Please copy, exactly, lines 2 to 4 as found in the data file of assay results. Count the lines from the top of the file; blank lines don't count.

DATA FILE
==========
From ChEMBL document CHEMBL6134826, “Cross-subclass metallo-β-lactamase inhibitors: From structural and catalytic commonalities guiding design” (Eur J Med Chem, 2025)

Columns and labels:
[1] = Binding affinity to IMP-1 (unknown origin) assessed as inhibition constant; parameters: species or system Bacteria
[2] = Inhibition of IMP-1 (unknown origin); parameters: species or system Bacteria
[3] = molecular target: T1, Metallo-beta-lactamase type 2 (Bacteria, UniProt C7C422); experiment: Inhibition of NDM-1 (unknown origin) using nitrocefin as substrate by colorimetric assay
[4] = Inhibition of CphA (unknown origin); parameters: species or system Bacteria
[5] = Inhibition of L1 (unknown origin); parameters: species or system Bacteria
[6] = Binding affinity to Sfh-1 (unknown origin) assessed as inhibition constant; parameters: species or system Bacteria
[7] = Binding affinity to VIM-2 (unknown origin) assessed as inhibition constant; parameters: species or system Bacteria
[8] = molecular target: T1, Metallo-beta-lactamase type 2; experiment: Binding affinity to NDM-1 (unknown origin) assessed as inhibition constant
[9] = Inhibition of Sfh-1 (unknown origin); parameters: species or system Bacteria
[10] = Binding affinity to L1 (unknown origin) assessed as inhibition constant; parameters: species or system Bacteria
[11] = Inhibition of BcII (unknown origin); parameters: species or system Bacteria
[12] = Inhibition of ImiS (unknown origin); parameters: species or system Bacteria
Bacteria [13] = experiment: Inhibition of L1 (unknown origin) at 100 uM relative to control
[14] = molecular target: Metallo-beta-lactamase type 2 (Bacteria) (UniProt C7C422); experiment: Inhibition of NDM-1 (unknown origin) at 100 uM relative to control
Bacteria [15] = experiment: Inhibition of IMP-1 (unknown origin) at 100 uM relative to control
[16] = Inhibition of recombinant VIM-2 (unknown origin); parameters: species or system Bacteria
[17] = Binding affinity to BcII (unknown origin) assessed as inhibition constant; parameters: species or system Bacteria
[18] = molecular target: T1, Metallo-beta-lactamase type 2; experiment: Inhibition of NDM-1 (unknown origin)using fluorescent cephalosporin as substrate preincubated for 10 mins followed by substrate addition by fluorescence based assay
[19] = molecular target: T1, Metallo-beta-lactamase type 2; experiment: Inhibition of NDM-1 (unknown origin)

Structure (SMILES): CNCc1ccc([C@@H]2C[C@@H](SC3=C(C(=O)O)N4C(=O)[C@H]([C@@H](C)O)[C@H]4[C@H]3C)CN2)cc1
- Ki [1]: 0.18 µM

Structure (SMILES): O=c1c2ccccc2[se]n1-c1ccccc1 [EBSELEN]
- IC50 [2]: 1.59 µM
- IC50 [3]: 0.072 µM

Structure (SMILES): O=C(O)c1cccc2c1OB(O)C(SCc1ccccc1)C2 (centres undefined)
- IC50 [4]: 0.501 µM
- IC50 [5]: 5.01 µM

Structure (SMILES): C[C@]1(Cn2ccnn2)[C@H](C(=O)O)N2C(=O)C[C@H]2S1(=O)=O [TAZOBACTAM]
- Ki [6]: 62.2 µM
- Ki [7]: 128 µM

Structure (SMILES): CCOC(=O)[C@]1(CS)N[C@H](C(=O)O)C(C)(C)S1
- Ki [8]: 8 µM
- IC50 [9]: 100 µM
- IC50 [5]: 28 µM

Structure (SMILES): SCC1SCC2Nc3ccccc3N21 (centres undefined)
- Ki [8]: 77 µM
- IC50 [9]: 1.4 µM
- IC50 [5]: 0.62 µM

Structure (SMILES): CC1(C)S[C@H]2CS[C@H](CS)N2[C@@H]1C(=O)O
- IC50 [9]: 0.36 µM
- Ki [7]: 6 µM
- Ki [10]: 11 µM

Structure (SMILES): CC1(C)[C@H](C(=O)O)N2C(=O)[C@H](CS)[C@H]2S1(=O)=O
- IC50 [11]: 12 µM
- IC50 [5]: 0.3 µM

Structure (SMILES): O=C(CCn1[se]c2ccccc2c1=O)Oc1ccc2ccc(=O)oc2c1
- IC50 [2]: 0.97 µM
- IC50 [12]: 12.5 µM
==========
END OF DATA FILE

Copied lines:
Columns and labels:
[1] = Binding affinity to IMP-1 (unknown origin) assessed as inhibition constant; parameters: species or system Bacteria
[2] = Inhibition of IMP-1 (unknown origin); parameters: species or system Bacteria